15 Companies and Issues EOS has been intensively engaging with the major chocolate companies for several years. Our approach is to talk to companies about labour standards as a whole rather than solely about child labour issues. This is because asking companies to eliminate child labour in isolation can create knock-on problems elsewhere in affected communities. The complexity of the supply chain calls for a global approach as the industry buys cocoa mostly on open markets and companies therefore have limited direct control over dispersed small producers. We encourage companies to promote meaningful change in local practices and support NGOs and local initiatives. However, stakeholders acknowledge that the effectiveness of the ICI programmes is difficult to assess. We believe that better coordination is needed on an industry-wide level and we have also pressed companies to implement additional sustainability and remediation schemes. Whilst the vast majority of companies have significantly improved their process and policies, in our engagement we have encouraged companies to go further than ethical and educational remediation schemes and to consider the strategic mapping of a more controlled supply chain. Over the course of our engagements we have been pleased to see major players in the industry moving towards fair trade sourcing and setting up best practice that could lead to extended monitored, if not fair trade, sourcing. Encouraging producers to organise themselves in co-operatives enables a more focused and efficient combination of providing education to farmers on how to reduce costs, improving productivity and at the same time addressing human rights issues, including the worst forms of child labour. Overall, the industry has put in place a series of positive measures to tackle the issue. In our dialogue with companies, we have raised our concerns at board level and have sought to gain reassurance on the board s accountability and oversight of this issue. We believe that we have achieved some success in encouraging better communication with stakeholders and financial commitments to putting in place better systems for monitoring supply chains. We are now pressing the industry to provide investors with more transparent disclosure detailing their sustainability and risk management structures, as well as a regular assessment of the impact of the programmes in place. The industry needs to establish a stronger monitoring system of the supply chain by setting up a concrete set of indicators to monitor progress made against targets. One key item of information should be the percentage of production sourced from co-operatives audited for ethical standards. The industry acknowledges that there is a pressing need to improve reporting in this area. We are currently focussing our engagements on the creation of a meaningful reporting standard. Companies identified by NGOs as having issues in this area include Hershey (US), Archer Daniels Midland (US), Kraft (US) and Nestlé (Switzerland). EOS Public Engagement Report Q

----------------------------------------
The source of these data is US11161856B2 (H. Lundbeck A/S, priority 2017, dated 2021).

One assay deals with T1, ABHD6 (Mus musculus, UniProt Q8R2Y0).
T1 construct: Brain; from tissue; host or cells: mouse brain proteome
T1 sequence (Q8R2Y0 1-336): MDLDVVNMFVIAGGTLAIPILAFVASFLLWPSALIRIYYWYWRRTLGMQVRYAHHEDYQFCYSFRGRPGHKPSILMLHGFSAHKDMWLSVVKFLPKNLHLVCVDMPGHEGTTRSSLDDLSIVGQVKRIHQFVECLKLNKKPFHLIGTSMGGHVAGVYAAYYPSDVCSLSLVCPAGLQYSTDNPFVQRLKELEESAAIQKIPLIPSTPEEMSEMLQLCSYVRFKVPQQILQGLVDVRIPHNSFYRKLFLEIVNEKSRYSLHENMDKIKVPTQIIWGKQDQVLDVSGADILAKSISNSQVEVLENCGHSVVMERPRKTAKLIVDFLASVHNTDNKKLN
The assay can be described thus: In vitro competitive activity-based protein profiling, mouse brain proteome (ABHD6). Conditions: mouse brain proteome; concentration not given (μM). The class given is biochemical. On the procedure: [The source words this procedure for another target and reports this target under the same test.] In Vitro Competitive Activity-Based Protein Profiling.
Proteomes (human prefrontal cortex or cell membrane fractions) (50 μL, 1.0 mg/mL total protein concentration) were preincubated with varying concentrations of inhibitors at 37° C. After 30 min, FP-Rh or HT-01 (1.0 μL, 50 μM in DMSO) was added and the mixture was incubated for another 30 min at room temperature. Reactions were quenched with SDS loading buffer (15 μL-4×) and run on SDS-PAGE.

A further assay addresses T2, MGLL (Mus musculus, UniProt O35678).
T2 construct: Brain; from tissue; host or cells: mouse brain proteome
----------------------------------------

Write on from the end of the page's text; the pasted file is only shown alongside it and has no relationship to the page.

16 Public policy and best practice Protecting and enhancing value by promoting better regulation EOS contributes to the development of policy and best practice on corporate governance, corporate responsibility and shareholder rights to protect and enhance the value of its clients shareholdings over the longer term. Investment institutions are typically absent from public policy debates even though they can have profound impact on shareholder value. Overview EOS actively participates in debates on public policy matters to protect and enhance value for clients by increasing shareholder rights and boosting protection for minority shareholders. This work extends across: company law, which in many markets sets a basic foundation for shareholder rights; securities laws, which frame the operation of the markets and ensure that value creation is reflected in value for shareholders; and in developing codes of best practice for governance, management of key risks and disclosure. In addition to this work on a country-specific basis, we address regulations with a global remit, which are currently in the areas of accounting and auditing standards. Investment institutions are typically absent from public policy debates even though they can have profound impact on shareholder value. EOS seeks to fill this gap. By playing a full role in shaping these standards we can ensure that they work in the interests of shareholders rather than being moulded to the narrow interests of other market participants (particularly companies, lawyers and accounting firms, which tend to be more active than investors in these debates) whose interests may be markedly different. 14 EOS Public Engagement Report Q1 2010